A Truly “Star-Spangled” Month
Susan Key is the Star Spangled Music Foundation Executive Director
The month of September is a special one this year as we commemorate the 200th anniversary of “The Star-Spangled Banner” on September 12, the 10th anniversary of Constitution Day on September 17 and the launch of the Civics Renewal Network on the same day. Busy teachers starting a new year will be pleased to learn they don’t have to scramble to find good resources for either event since EDSITEment staff have been hard at work culling the “best of the humanities on the Web” for your classroom.
The Star-Spangled Banner
This past summer University of Michigan musicology professor Mark Clague and Susan Key co-directed “Banner Moments: The National Anthem in American Life”, a national teacher institute supported by the National Endowment for the Humanities. The institute brought together 29 summer scholars representing 12 states and the District of Columbia; their teaching assignments spanned the entire K–12 spectrum and included teachers from the fields of language arts, music, fine arts, social studies, science and math.
Together these teachers explored both the music of the anthem and the anthem’s role as a “witness” to American history in cultural, social, economic, and political life: building from the joyful expression of a single mind and moment to a text that embodies a multiplicity of American voices. Based on their experiences at the institute, these summer scholars created over 40 different curricular projects, from lesson plans to ideas for school-wide celebrations for Star Spangled Music Day on September 12 that can be adapted to your school or community.
Like the flag, the national anthem is an enduring national symbol. But unlike the flag, the anthem depends on continual re-affirmation as it is brought to life in musical expression and through educational activities. Across two centuries, the song has also undergone re-interpretation and re-imagination; the version most Americans today would regard as “traditional” varies significantly from the original. More recently, African Americans such as Jimi Hendrix and Rene Marie, and Latin Americans such as Arturo Sandoval have used the anthem to express political views, claiming a broader patriotic identity and sometimes stirring controversy.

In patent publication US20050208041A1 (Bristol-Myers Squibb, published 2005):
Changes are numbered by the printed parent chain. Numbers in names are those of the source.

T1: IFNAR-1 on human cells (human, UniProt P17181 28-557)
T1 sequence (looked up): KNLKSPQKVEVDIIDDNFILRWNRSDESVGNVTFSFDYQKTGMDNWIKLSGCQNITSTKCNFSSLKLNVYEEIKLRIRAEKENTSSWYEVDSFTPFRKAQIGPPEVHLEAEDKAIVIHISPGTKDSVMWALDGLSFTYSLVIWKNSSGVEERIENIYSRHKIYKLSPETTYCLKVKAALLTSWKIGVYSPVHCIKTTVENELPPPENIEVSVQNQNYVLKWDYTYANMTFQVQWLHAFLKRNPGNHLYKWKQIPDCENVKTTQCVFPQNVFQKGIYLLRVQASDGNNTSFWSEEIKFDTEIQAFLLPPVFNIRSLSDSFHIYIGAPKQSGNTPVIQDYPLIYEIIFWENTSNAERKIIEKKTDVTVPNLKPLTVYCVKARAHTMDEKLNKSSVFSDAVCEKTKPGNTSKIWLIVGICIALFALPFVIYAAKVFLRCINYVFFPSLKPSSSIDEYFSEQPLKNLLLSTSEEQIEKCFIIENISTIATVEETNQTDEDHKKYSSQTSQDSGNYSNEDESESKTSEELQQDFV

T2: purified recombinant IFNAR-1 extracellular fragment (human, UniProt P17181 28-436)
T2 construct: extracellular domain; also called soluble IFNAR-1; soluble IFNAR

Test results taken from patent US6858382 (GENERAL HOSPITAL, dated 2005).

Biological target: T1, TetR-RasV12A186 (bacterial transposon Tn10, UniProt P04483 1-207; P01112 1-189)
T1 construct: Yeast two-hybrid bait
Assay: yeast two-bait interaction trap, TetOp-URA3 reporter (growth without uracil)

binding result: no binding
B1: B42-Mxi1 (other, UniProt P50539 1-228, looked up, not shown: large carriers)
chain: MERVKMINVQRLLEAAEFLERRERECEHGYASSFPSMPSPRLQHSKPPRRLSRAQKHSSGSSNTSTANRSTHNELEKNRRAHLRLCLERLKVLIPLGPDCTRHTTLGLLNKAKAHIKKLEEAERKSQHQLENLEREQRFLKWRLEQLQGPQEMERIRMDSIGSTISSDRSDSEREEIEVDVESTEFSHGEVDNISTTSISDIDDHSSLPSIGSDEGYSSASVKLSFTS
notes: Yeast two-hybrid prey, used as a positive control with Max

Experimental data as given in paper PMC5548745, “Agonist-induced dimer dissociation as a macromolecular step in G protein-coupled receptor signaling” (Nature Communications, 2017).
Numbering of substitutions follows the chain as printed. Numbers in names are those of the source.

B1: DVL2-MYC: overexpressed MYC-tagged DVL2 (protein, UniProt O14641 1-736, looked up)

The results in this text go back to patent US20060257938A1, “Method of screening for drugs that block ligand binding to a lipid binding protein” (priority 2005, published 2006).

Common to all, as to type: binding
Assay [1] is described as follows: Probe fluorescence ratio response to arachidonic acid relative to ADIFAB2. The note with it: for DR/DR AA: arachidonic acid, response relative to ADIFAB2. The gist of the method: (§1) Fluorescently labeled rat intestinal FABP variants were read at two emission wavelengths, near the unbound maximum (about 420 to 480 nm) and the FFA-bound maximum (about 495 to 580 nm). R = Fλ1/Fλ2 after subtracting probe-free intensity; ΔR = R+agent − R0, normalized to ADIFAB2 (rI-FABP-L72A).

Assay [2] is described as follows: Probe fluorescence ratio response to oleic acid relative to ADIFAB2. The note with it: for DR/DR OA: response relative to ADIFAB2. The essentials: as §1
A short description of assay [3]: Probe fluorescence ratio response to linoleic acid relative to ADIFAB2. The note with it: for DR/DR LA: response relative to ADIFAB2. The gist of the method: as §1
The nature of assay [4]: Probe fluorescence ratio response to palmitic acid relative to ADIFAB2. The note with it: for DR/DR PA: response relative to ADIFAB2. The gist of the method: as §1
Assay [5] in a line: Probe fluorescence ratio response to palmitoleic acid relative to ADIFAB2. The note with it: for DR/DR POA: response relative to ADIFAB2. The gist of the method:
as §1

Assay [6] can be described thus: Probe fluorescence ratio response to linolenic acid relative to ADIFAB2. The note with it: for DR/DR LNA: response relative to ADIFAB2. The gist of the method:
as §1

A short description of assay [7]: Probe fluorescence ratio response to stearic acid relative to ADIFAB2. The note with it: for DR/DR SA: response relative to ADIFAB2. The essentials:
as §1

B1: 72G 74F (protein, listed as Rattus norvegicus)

Project Directors Clague and Key discussed the myths surrounding the “Star-Spangled Banner” and what led to the rise of the national anthem as a part of our everyday life. They also spoke about events leading to the law, signed by President Herbert Hoover in 1931, that made the “Star-Spangled Banner” the official national anthem.
Did you know that September 17 is the 10th anniversary of Constitution Day? Back in 2004 Senator Harry Byrd argued before Congress that this day was more important than Columbus Day or Thanksgiving or even the Fourth of July! The law that was subsequently passed required all schools and universities that receive federal funding to teach about the Constitution on this day.
NEH was one of the first federal agency to develop educational and other resources to help people understand the origins and subsequent development of the Constitution, the Bill of Rights, and the other Amendments.
Through EDSITEment, NEH was also the first federal agency to establish a Constitution Day portal. Each year resources have been added to this portal so that it now contains over 30 lesson plans and a worksheet that guides students through a close reading and careful analysis of the Constitution.
Most recently, the portal has been enriched by two timely Common Core lessons. The Argument of the Declaration of Independence shows how to do a close reading of case made in the text that the behavior of the King and Parliament towards the colonies amounted to “a design to reduce them to absolute despotism” and justified their independent stand. The Preamble to the Constitution shows students how the opening words of the Constitution improves on similar language in the opening words of the Articles of Confederation and embodies the principles agreed upon at the Constitutional Convention.
The Civics Renewal Network
This year EDSITEment is also celebrating Constitution Day as a partner in the Civics Renewal Network a consortium of nonpartisan, nonprofit organizations committed to strengthening civic life in the U.S. by increasing the quality of civics education in our nation's schools and by improving accessibility to high-quality, no-cost learning materials.
On the new Civics Renewal Network site, teachers can find the best resources of these organizations, searchable by subject, grade, resource type, standards, and teaching strategy. The motto of the CRN is “a republic, if you can teach it”: a clever spin on Benjamin Franklin’s famous response to a question about what kind of government the Constitution Convention was proposing for Americans. His answer: “A republic, if you can keep it.”
On September 17 this year, a full day of activities will take place in Washington D.C. and across the country coordinated by the CRN. Join us!